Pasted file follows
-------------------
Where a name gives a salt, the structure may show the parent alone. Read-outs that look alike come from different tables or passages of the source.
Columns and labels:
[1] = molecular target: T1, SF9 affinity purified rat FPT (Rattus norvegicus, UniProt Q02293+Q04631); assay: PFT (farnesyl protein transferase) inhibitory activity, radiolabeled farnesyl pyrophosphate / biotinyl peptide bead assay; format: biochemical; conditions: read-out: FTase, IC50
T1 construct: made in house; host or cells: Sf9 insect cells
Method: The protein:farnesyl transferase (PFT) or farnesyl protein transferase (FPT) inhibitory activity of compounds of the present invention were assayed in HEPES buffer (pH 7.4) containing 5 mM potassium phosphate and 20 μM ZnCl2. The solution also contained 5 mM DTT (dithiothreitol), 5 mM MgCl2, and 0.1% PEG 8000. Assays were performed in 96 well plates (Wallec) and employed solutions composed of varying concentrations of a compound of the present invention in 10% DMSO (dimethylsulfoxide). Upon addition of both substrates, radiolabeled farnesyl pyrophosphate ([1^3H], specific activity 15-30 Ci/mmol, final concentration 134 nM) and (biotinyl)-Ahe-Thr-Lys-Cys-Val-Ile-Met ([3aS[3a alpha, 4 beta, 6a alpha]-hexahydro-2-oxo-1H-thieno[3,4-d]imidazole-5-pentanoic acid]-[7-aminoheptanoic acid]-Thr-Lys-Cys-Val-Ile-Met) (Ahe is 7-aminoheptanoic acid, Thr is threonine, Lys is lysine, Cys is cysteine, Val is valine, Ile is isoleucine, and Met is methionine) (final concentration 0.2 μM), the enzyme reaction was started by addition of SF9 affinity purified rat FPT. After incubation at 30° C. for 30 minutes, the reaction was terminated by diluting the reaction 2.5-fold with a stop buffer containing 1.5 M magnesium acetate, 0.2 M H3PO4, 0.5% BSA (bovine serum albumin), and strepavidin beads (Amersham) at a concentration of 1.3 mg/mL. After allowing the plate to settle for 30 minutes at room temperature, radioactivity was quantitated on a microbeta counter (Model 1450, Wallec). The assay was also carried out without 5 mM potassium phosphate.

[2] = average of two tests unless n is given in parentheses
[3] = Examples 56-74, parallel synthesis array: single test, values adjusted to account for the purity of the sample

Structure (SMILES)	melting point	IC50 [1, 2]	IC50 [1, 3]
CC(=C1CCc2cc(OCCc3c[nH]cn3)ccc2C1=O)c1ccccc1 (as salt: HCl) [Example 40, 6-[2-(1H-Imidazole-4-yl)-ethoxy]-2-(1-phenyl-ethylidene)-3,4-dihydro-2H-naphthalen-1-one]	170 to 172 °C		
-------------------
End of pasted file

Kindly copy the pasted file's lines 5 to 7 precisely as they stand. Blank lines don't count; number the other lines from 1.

Method: The protein:farnesyl transferase (PFT) or farnesyl protein transferase (FPT) inhibitory activity of compounds of the present invention were assayed in HEPES buffer (pH 7.4) containing 5 mM potassium phosphate and 20 μM ZnCl2. The solution also contained 5 mM DTT (dithiothreitol), 5 mM MgCl2, and 0.1% PEG 8000. Assays were performed in 96 well plates (Wallec) and employed solutions composed of varying concentrations of a compound of the present invention in 10% DMSO (dimethylsulfoxide). Upon addition of both substrates, radiolabeled farnesyl pyrophosphate ([1^3H], specific activity 15-30 Ci/mmol, final concentration 134 nM) and (biotinyl)-Ahe-Thr-Lys-Cys-Val-Ile-Met ([3aS[3a alpha, 4 beta, 6a alpha]-hexahydro-2-oxo-1H-thieno[3,4-d]imidazole-5-pentanoic acid]-[7-aminoheptanoic acid]-Thr-Lys-Cys-Val-Ile-Met) (Ahe is 7-aminoheptanoic acid, Thr is threonine, Lys is lysine, Cys is cysteine, Val is valine, Ile is isoleucine, and Met is methionine) (final concentration 0.2 μM), the enzyme reaction was started by addition of SF9 affinity purified rat FPT. After incubation at 30° C. for 30 minutes, the reaction was terminated by diluting the reaction 2.5-fold with a stop buffer containing 1.5 M magnesium acetate, 0.2 M H3PO4, 0.5% BSA (bovine serum albumin), and strepavidin beads (Amersham) at a concentration of 1.3 mg/mL. After allowing the plate to settle for 30 minutes at room temperature, radioactivity was quantitated on a microbeta counter (Model 1450, Wallec). The assay was also carried out without 5 mM potassium phosphate.

[2] = average of two tests unless n is given in parentheses
[3] = Examples 56-74, parallel synthesis array: single test, values adjusted to account for the purity of the sample